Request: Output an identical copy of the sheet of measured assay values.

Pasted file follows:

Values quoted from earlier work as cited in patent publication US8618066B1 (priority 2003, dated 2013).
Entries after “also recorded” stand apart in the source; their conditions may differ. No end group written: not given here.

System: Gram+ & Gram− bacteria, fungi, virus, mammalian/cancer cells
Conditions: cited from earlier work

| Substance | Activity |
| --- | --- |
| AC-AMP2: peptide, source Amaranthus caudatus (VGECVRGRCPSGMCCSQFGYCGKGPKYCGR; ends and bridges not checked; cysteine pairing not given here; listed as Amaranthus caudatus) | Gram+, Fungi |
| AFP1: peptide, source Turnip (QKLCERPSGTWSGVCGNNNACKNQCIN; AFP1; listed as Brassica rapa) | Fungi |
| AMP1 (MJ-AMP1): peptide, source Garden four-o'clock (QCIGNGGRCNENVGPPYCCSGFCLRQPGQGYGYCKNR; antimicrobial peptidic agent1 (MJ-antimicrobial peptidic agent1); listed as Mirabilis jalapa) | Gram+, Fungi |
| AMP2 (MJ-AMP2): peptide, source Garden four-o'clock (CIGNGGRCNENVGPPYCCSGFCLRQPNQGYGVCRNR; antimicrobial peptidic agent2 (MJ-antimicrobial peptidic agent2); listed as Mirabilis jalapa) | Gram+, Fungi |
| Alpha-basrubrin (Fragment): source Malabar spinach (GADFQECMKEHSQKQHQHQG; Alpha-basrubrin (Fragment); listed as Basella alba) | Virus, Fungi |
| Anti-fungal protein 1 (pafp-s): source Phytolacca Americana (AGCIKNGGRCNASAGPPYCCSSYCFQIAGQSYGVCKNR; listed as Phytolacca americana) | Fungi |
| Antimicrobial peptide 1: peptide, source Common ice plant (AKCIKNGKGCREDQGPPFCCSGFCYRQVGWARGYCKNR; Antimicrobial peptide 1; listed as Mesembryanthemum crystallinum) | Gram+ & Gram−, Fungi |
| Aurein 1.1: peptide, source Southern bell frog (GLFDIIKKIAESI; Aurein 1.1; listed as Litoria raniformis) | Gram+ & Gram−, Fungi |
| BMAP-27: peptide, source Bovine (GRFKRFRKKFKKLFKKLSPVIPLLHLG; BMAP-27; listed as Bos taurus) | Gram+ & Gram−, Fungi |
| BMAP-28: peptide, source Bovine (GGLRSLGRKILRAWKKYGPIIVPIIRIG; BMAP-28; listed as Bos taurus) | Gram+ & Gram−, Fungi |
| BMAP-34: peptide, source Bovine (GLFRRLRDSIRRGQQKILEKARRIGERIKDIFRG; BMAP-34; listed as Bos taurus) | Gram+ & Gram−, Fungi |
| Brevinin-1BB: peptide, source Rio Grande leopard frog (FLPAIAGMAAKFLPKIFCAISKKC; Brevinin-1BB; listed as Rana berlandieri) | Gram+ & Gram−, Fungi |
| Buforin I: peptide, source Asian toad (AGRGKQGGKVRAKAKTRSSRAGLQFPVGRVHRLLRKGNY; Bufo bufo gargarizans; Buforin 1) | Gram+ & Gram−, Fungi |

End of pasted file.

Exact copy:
Values quoted from earlier work as cited in patent publication US8618066B1 (priority 2003, dated 2013).
Entries after “also recorded” stand apart in the source; their conditions may differ. No end group written: not given here.

System: Gram+ & Gram− bacteria, fungi, virus, mammalian/cancer cells
Conditions: cited from earlier work

| Substance | Activity |
| --- | --- |
| AC-AMP2: peptide, source Amaranthus caudatus (VGECVRGRCPSGMCCSQFGYCGKGPKYCGR; ends and bridges not checked; cysteine pairing not given here; listed as Amaranthus caudatus) | Gram+, Fungi |
| AFP1: peptide, source Turnip (QKLCERPSGTWSGVCGNNNACKNQCIN; AFP1; listed as Brassica rapa) | Fungi |
| AMP1 (MJ-AMP1): peptide, source Garden four-o'clock (QCIGNGGRCNENVGPPYCCSGFCLRQPGQGYGYCKNR; antimicrobial peptidic agent1 (MJ-antimicrobial peptidic agent1); listed as Mirabilis jalapa) | Gram+, Fungi |
| AMP2 (MJ-AMP2): peptide, source Garden four-o'clock (CIGNGGRCNENVGPPYCCSGFCLRQPNQGYGVCRNR; antimicrobial peptidic agent2 (MJ-antimicrobial peptidic agent2); listed as Mirabilis jalapa) | Gram+, Fungi |
| Alpha-basrubrin (Fragment): source Malabar spinach (GADFQECMKEHSQKQHQHQG; Alpha-basrubrin (Fragment); listed as Basella alba) | Virus, Fungi |
| Anti-fungal protein 1 (pafp-s): source Phytolacca Americana (AGCIKNGGRCNASAGPPYCCSSYCFQIAGQSYGVCKNR; listed as Phytolacca americana) | Fungi |
| Antimicrobial peptide 1: peptide, source Common ice plant (AKCIKNGKGCREDQGPPFCCSGFCYRQVGWARGYCKNR; Antimicrobial peptide 1; listed as Mesembryanthemum crystallinum) | Gram+ & Gram−, Fungi |
| Aurein 1.1: peptide, source Southern bell frog (GLFDIIKKIAESI; Aurein 1.1; listed as Litoria raniformis) | Gram+ & Gram−, Fungi |
| BMAP-27: peptide, source Bovine (GRFKRFRKKFKKLFKKLSPVIPLLHLG; BMAP-27; listed as Bos taurus) | Gram+ & Gram−, Fungi |
| BMAP-28: peptide, source Bovine (GGLRSLGRKILRAWKKYGPIIVPIIRIG; BMAP-28; listed as Bos taurus) | Gram+ & Gram−, Fungi |
| BMAP-34: peptide, source Bovine (GLFRRLRDSIRRGQQKILEKARRIGERIKDIFRG; BMAP-34; listed as Bos taurus) | Gram+ & Gram−, Fungi |
| Brevinin-1BB: peptide, source Rio Grande leopard frog (FLPAIAGMAAKFLPKIFCAISKKC; Brevinin-1BB; listed as Rana berlandieri) | Gram+ & Gram−, Fungi |
| Buforin I: peptide, source Asian toad (AGRGKQGGKVRAKAKTRSSRAGLQFPVGRVHRLLRKGNY; Bufo bufo gargarizans; Buforin 1) | Gram+ & Gram−, Fungi |